Tag Archives: Dorothy

7 September 1914; Monday

Not much to do at work. Alf back and Frank away. Finished early. I had a bad cold and went straight to Dr Blair’s at night. I asked him to sound me and he said I was pretty sound about the heart and had nothing much * my weakness. Went down to meeting at night and received a share of bills to deliver. Came up with Fred Waggott and talked of the war.

News from the front a little brighter. Dorothy’s 2nd birthday. 3rd casualty list 4796.

4 May 1914; Monday

Got up about 7.45. Busy all day. Alf off work. Finished shortly after 5 o’clock. Played the piano, read Everyman, did a bit Pelman1, and had walk last thing. Went to the Berlitz with Joe and got copies of the prospectus. Berlitz2.

Read about Alsace-­Lorraine3 & Maeterlinck4 in Everyman5. Charlie came home bad6. Dorothy not well.


  1. “Pelman”: See note on 6 January

  2. Berlitz: ALL refers at the end of some diaries to ‘improvement’ in French and German, he attended evening classes in German at some stage, and as entries in the 1917 and 1918 diaries show, he studied French both privately and in Army classes; curiously, however, while he occasionally used German jocularly in later life, he never spoke French. 

  3. Alsace-­Lorraine: Germany’s seizure of the provinces of Alsace and Lorraine in 1870 after the Franco-­Prussian War was (with the possible exception of the financial reparations also demanded by Germany) the greatest single cause of resentment in France towards Germany before WW1. This anger also led to France’s first attacks in WW1 being aimed, disastrously, at recovering these provinces. [Quite irrelevantly – my brother CWL told me when very young that our grandfather CWL had his arm broken when playing at school at ‘the Franco­Prussian War’; he was 14 in 1869/70.]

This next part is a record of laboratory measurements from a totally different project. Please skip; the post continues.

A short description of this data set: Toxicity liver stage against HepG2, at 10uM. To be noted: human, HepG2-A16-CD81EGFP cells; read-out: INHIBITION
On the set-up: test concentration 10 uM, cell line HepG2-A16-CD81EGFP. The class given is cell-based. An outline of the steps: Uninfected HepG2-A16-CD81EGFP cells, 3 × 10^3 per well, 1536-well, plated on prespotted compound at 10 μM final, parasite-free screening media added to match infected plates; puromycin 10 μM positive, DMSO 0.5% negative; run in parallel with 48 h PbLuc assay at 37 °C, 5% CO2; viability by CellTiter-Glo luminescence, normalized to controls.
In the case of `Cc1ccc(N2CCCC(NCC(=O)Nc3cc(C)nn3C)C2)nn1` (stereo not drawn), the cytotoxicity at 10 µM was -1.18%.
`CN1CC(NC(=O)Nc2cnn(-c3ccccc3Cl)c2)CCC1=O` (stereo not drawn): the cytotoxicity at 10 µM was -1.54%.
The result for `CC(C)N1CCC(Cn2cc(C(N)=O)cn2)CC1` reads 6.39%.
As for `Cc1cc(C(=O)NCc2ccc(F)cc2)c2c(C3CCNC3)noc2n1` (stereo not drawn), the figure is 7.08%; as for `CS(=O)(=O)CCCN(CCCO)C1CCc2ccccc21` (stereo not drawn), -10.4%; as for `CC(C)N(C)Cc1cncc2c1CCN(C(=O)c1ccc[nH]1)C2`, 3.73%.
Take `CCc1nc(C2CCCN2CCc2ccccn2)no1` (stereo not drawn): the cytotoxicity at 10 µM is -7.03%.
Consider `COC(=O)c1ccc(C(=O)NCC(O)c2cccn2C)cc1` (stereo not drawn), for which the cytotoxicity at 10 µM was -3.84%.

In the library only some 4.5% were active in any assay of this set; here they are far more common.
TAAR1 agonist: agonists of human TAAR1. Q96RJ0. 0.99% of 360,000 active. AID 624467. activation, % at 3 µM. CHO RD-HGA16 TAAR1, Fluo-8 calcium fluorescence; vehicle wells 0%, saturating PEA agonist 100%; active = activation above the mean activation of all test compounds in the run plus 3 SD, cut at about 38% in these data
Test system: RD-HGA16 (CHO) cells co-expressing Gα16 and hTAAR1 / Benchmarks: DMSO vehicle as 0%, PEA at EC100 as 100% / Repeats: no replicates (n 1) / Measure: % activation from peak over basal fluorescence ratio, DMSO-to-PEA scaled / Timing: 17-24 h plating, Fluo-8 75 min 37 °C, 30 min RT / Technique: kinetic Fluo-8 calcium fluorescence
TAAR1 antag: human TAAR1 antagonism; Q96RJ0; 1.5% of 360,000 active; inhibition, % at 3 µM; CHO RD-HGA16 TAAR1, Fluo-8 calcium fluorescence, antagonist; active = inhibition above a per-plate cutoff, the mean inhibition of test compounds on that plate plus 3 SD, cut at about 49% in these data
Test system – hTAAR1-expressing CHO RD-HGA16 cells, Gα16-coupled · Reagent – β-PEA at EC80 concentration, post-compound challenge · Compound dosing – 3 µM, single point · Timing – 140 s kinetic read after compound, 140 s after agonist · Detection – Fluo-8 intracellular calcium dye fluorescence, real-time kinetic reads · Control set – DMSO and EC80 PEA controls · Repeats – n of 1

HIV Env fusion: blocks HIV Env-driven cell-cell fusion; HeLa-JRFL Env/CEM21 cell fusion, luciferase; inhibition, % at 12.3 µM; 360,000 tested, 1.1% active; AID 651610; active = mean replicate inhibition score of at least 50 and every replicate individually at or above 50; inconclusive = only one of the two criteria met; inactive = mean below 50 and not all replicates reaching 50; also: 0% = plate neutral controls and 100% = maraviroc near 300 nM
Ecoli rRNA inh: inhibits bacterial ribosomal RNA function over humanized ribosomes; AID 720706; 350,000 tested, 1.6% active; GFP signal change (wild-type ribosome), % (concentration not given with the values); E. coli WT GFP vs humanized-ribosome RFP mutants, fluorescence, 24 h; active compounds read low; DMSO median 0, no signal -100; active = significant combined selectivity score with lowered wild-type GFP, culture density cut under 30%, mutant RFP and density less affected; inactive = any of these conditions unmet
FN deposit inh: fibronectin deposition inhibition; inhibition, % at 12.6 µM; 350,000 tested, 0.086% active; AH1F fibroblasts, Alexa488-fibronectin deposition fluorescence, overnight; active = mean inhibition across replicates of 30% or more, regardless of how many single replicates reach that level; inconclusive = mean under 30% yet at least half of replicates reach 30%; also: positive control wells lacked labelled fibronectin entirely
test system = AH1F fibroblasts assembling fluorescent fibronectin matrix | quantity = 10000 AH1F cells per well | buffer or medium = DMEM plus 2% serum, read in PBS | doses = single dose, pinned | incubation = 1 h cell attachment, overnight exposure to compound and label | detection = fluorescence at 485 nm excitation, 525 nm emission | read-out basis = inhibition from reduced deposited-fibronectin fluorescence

4. Maurice Maeterlinck (1862 – 1949) was a Francophile/francophone Belgian dramatist and essayist (copies of his “The Life of the Bee” and “The Blue Bird” are still found) who lived all his adult life in France – though not in Alsace-­Lorraine. 

  5. Everyman: see Everyman and Arthur Linfoot’s Library

  6. “Bad”: in North-Eastern English idiom means ill or unwell. 

14 February 1914; Saturday

Got up about 7.45. Busy all morning. Finished about 2 o’clock. Sunderland versus Derby County and won 1-­0. Had short walk in town in the afternoon with Charlie. Went to lecture on Mohammed. Called at library and went up to see Willie. He was in bed but was up a little bit in the afternoon. Talked until nearly 10 o’clock and then went to the post office again. Bought a rubber horse for Dorothy as she was far from well. Father keeping a bit better. Wrote postcard in reply to the answer we received with regard to the business for sale in Wear Street. Mr Aitken returned from London and in a bad temper.

5 February 1914; Thursday

Got up about 7.15. At work as usual. Joe went to Leeds in the afternoon. Received letter from Manchester asking him to set a salary. I telephoned to him and then wired it to Manchester. Father very bad at night. Aunt Esther1, Bella Spain, and Uncle George in. I got the fiddle music and tried it through. Fred Wells called for Joe, and I talked to him a long time down stairs. Joe didn’t get back until 11 o’clock. Dorothy2 unwell and sick. Aunt Esther caused the water to run over and through the ceiling down stairs. I wrote to Ernie. The “Sack” murderer3 condemned. Appeal from Sumner. Eltoft 4 years. At Liverpool.


  1. Aunt Esther: Father’s sister, b. 1862; married to John Lindsay Wilkinson – possibly Mother’s brother, and possibly the source of ALL’s middle name, which is otherwise unexplained. 

  2. Dorothy: only child of Marmie and Joe Wiseman (b. 07.09.1912.)  

  3. The “Sack” murder was a case in Liverpool, December 1913. The principal culprit, apparently George Sumner was hanged; Samuel Angeles Eltoft, mentioned by ALL, was aged 18.